How to Fill A Paintball Tank with An Air Compressor

How to Fill A Paintball Tank with An Air Compressor?

Are you an obsessive paintballer? Are you and your friends constantly prepared to invade the field? When someone invites me to go paintballing, I always say yes because I enjoy it. When my air tank runs out in the middle of a game, it is unpleasant.

You may fill up your tank quickly. And if you still want to play, refuelling your tank is unquestionably necessary. Do you know how to use an air compressor to fill a paintball tank? After many years of paintball practise, I can quickly refuel my tank. To comprehend the procedure, read the entire text.

How to Fill A Paintball Tank with An Air Compressor?

It’s not difficult to add air to your paintball tank. Just follow my directions for using an air compressor to fill a paintball tank. The reason air-powered weapons are so well-liked is that they allow for precise shooting.

Take a check at your tank’s PSI indicator first. The air volume of paintball tanks is often up to 4500 PSI. Take note of this and fill your tank no more than necessary.

The function of the valves in the tank is quite important whether it is CO2 or compressed air. The paintball tank should then be attached to the compressed air tank. The connection between the two tanks must be airtight to prevent air leakage.

Open the air compressor’s valve to allow air to fill the paintball tank in the following step. Avoid trying to fill the tank more than what is indicated on your tank. The valve needs to be closed at the end once the tank is full.

Ensure that the release valve of the compressed air is entirely closed, or the air will leak out. If you’re still not clear about how to fill a paintball tank with an air compressor, read the following detailed steps.

Step 1

On the field, you’ll discover CO2 and compressed air tanks at your refilling station. You might already be aware that the paintball tank contains a PSI metre that indicates the maximum PSI it can hold. A paintball tank often features a 4500 PSI indication.

You should never attempt to fill more than that point, according to this. The next step is to search for a tiny O-ring that is intended to stop air leaks. Utilizing an attachment, join that location to the tank of your air compressor. A perfect airtight connection must be made.

Step 2

Open the air compressor’s release valve gradually once the connection is stable. Keep in mind that you must not open the release valve too quickly or immediately. The gauge needle on your paintball tank will begin to rise as your paintball tank fills up.

You must check the gauges of both your tank and the air compressor tank for more accurate information and a safer transaction. When both gauges are operating similarly, it indicates that the transfer is secure. Wait for pressurised air to fill your tank.

Step 3

Most people, unknowingly, try to fill their tanks too quickly. This often results in hot fill. The rapid transfer of air will cause your gauge needle to ride very rapidly. No doubt, your paintball tank will be filled in lesser time.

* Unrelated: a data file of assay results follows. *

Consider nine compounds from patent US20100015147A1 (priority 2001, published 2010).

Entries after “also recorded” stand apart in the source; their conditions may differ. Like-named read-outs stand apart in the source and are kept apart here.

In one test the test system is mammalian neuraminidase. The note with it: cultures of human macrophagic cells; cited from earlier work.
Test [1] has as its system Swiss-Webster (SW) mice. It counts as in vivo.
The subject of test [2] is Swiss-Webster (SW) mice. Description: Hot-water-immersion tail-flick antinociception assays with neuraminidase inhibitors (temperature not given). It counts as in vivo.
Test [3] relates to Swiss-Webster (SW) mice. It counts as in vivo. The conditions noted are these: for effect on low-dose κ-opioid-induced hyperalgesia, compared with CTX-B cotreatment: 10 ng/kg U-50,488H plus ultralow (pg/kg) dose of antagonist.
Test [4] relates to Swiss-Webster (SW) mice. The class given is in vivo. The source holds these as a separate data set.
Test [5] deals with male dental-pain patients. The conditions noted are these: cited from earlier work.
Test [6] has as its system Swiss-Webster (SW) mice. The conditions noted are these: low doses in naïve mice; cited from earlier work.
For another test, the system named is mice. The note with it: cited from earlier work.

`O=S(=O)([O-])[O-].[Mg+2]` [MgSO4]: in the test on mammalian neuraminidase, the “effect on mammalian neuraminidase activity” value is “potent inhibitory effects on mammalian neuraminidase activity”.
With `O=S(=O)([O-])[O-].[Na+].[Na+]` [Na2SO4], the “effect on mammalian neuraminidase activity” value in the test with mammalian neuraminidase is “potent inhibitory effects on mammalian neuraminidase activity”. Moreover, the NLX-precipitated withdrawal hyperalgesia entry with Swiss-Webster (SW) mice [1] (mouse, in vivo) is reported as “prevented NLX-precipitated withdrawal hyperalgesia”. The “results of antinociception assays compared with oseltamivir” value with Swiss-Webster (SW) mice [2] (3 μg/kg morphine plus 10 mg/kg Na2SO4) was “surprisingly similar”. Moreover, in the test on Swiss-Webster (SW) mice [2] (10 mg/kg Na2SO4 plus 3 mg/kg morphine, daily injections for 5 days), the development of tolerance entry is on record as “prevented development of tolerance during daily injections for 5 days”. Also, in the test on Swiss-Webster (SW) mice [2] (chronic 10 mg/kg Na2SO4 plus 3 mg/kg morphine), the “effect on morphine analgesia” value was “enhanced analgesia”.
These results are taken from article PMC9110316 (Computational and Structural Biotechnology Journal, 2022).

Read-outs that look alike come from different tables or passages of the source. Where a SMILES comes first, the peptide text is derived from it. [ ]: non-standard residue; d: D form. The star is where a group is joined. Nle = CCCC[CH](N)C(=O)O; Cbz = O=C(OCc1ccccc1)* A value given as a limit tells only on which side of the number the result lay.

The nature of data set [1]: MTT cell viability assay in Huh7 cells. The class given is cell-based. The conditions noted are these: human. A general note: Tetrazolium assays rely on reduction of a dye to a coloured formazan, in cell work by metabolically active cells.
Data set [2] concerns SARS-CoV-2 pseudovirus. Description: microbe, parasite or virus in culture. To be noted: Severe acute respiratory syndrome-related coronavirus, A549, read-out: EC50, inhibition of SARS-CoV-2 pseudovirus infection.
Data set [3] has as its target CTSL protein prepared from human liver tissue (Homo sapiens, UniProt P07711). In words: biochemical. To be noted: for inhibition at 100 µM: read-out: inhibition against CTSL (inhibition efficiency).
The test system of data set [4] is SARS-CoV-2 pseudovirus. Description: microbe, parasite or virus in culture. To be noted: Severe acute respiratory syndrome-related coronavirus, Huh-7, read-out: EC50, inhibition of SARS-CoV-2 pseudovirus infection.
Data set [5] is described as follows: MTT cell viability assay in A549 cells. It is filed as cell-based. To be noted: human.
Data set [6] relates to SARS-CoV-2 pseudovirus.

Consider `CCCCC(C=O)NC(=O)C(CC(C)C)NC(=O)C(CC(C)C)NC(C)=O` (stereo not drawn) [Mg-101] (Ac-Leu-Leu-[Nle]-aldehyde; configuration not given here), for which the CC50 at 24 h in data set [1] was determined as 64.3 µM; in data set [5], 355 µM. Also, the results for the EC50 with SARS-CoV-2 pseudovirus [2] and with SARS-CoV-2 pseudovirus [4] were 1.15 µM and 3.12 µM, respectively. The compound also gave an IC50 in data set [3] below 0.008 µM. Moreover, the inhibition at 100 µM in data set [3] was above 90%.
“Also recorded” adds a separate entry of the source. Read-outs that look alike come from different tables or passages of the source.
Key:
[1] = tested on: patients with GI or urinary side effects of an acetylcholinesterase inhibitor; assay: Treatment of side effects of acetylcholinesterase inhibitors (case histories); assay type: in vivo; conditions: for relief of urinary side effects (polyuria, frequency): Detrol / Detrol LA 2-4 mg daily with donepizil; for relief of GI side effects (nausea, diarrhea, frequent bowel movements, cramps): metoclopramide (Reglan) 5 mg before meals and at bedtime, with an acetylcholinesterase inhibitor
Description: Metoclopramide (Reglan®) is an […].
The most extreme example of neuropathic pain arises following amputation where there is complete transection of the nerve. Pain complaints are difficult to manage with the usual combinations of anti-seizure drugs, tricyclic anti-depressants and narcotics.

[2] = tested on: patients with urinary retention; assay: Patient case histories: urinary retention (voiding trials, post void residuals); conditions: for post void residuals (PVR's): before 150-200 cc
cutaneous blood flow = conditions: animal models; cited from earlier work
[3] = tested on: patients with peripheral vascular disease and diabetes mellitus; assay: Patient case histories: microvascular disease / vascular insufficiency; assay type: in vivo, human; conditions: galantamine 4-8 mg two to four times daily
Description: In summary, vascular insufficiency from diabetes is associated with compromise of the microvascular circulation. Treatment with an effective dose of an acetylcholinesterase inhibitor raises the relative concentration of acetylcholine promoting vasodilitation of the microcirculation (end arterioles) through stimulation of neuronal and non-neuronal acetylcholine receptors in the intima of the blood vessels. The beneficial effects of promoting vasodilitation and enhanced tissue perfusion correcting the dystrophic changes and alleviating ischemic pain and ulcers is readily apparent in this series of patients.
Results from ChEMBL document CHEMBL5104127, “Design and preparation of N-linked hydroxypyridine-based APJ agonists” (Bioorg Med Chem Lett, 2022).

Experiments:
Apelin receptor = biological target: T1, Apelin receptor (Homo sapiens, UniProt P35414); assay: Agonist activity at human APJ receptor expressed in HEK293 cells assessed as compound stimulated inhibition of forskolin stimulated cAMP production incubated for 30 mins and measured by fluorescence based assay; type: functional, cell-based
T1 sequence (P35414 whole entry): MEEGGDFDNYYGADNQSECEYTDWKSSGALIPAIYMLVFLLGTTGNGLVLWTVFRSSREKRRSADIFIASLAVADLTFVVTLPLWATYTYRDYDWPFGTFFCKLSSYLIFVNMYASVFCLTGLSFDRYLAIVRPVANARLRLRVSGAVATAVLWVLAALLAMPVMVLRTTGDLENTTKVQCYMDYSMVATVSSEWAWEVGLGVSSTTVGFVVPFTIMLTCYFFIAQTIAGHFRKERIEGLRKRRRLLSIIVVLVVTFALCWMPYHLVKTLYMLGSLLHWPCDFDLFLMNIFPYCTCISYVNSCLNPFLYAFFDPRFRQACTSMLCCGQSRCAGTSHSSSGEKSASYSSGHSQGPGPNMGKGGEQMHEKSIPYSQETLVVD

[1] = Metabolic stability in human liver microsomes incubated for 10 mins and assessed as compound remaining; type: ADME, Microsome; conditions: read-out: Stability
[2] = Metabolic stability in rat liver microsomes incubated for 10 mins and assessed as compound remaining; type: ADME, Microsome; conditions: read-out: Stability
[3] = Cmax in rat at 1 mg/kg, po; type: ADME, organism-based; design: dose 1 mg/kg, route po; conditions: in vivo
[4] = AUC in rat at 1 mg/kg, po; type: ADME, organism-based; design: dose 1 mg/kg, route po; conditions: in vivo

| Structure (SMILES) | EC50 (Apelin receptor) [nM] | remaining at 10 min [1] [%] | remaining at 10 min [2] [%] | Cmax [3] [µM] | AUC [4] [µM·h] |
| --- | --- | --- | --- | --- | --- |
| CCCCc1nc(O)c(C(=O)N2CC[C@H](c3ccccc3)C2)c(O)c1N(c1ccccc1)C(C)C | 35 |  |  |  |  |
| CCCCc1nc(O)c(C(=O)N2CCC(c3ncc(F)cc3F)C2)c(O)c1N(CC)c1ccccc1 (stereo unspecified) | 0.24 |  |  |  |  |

But even when your pistol is not in use, the air inside it heats up, and soon after the refill, your gauge needle will fall. Is it not preferable to fill your tank gradually?

The release valve must then be closed in order to discharge the pressure through the same valve. By removing the attachment from the tanks, you can disconnect both tanks. You can go now, yay!

Types of Paintball Tanks

If you’ve been paintballing for a while, you’re probably already aware that there are three different types of tanks. Of course, you need to be aware of the air that needs to be added before you refill your tank.

Tanks can be filled with CO2, compressed air, or pure nitrogen, as was previously stated. High-pressure oxygen is kept in high-pressure compressed air tanks, or HPA. It permits lengthy and powerful shots on the paintball field.

Another type of paintball tank is the one containing compressed carbon dioxide (CO2). The difference here is that CO2 comes in liquid form and turns into gas only when fired. Another one is pure nitrogen which is quite rare.

Safety Warnings

A paintball tank’s filling is a simple yet meticulous process. I believe you understand how to pressurise a paintball tank by this point. You must, however, keep a few things in mind for your protection.

The majority of paintball tanks have a PSI indicator that lets you know how much air they can hold. Do not overfill to the required or specified capacity. Additionally, open the release valve gradually. If you open it that quickly, the air in your paintball tank can heat up and finally run out.

If you properly follow the above procedures, filling a paintball tank won’t be as tiresome. However, it’s also important to heed the safety instructions. You risk leaking out air if the transfer is carried out without taking safety precautions into consideration. Do not continue the transfer if you find any leaks. It might be dangerous. Enjoy your paintball game.

Frequently Asked Questions (FAQs)

1. Is it possible to fill the paintball tank at home?

Yes, it is the answer. If you bring an air compressor tank with you, you can fill your paintball tanks at home. It should be possible even with a CO2 tank because of the pressure. The cannons will only function properly when there is sufficient pressure.

2. How long will my paintball tank task?

High-pressure paintball tanks typically last three to five years. Last but not least, they must undergo hydro testing every three to five years. You must be accountable enough to know when your tank is getting close to expiration. Then you need to re-hydro test it.

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